Police spokesman Micky Rosenfeld said there were no injuries in the blast, which took place in the Tel Aviv suburb of Bat Yam. The explosion blew windows out of the bus and charred the sides of the vehicle.

“Based on the findings at the scene by bomb disposal experts, it was a terrorist attack,” Rosenfeld said. “We’re continuing to search the area for suspects.”

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Rosenfeld said the nature of the target and the nature of the device led authorities to determine that militants, not criminals, were behind the bombing. He declined to elaborate, and there was no immediate claim of responsibility.

He said the bomb was discovered in a bag on the bus. The driver quickly ordered passengers to get off, and the bomb exploded shortly after as a bomb squad expert was inspecting it. The police sapper was not injured but was taken to a hospital to be evaluated.

It was the most serious attack inside Israel since a bomb explosion wounded more than 20 people in Tel Aviv in November 2012. At the time, Israel was involved in heavy fighting with Palestinian militants in the Gaza Strip.

A decade ago, Israel experienced a rash of Palestinian suicide bombings on buses, in restaurants and in other public spaces. More than 3,000 Palestinians and 1,000 Israelis died in several years of fighting.

But tensions have subsided in recent years. The neighboring West Bank, however, has seen a recent uptick in Israeli-Palestinian violence, thought senior Israeli officials believe the various incidents there have not been connected to each other.

© Copyright 2013 The Associated Press. All rights reserved. This material may not be published, broadcast, rewritten or redistributed.

Source: Newsmax.com

Israelis Split Over Threat Posed by Calls For Jewish State Boycott.


JERUSALEM — Could Israel face a mounting global boycott of the type that ended apartheid in South Africa if it fails to reach a peace deal with the Palestinians by this spring?

Some liberal Israeli commentators have been sounding such warnings, and the outgoing European Union (EU) envoy to the Middle East said Thursday that support in Europe for sanctioning Israel over its settlement policies could gain steam if talks collapse.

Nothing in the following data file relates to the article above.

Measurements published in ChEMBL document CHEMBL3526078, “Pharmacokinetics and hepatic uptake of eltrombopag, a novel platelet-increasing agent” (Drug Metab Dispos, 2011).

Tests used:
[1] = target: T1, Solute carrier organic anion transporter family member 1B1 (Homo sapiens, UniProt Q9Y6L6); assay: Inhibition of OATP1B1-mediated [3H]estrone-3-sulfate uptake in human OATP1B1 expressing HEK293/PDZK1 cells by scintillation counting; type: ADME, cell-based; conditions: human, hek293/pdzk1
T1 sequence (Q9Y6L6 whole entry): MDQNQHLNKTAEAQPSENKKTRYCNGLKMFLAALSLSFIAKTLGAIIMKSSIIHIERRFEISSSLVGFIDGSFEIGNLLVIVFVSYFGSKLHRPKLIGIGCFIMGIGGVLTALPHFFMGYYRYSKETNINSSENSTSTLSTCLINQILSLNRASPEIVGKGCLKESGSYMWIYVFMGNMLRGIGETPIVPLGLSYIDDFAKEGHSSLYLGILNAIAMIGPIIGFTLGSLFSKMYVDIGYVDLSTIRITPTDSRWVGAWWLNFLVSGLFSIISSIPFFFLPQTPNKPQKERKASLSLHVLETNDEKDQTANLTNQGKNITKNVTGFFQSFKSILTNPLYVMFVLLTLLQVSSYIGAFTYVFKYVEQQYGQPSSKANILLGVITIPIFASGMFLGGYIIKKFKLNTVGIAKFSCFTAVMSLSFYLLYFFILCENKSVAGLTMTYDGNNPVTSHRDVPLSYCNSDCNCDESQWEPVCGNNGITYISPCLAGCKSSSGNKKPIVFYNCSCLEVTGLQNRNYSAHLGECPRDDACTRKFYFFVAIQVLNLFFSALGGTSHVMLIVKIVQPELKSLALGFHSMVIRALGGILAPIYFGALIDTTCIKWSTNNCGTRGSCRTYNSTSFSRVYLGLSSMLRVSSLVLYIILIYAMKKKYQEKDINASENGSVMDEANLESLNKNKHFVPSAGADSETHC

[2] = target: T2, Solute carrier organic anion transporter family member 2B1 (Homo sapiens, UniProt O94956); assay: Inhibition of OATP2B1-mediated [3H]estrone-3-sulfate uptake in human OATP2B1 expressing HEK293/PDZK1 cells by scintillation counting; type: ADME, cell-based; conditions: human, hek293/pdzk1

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Israeli officials have been downplaying any potential repercussions, and this week the European Union dangled unprecedented incentives before Israelis and Palestinians to nudge them toward a deal.

But Palestinian grassroots activists and their foreign supporters say an international campaign of boycott, divestment and sanctions — or BDS — against Israel is gaining momentum.

They point to recent successes, such as a decision this week by the American Studies Association, a group representing more than 3,800 U.S. scholars, to boycott Israeli academic institutions, though not individual Israeli colleagues.

Some activists say the death of South Africa’s Nelson Mandela earlier this month also invited comparisons between international anti-apartheid boycotts two decades ago and similar efforts now to pressure Israel to end its occupation of lands the Palestinians want for their state.

The BDS successes have been largely symbolic, and their impact on Israel’s robust economy has so far been negligible.

Israeli government officials have either dismissed the BDS campaign as ineffective or portrayed it as an attempt with strong anti-Semitic overtones to delegitimize the Jewish state.

Ron Dermer, the Israeli ambassador to the United States, denounced the boycott decision of the U.S. scholars as a “travesty,” saying this week that “singling out of the Jewish state for boycott is no different than the many attempts throughout history to single out Jews and hold them to a different standard.”

While talk of boycott has unleashed strong emotions in Israel, government officials have been watching Europe’s more strident stance on Israeli settlements with greater concern.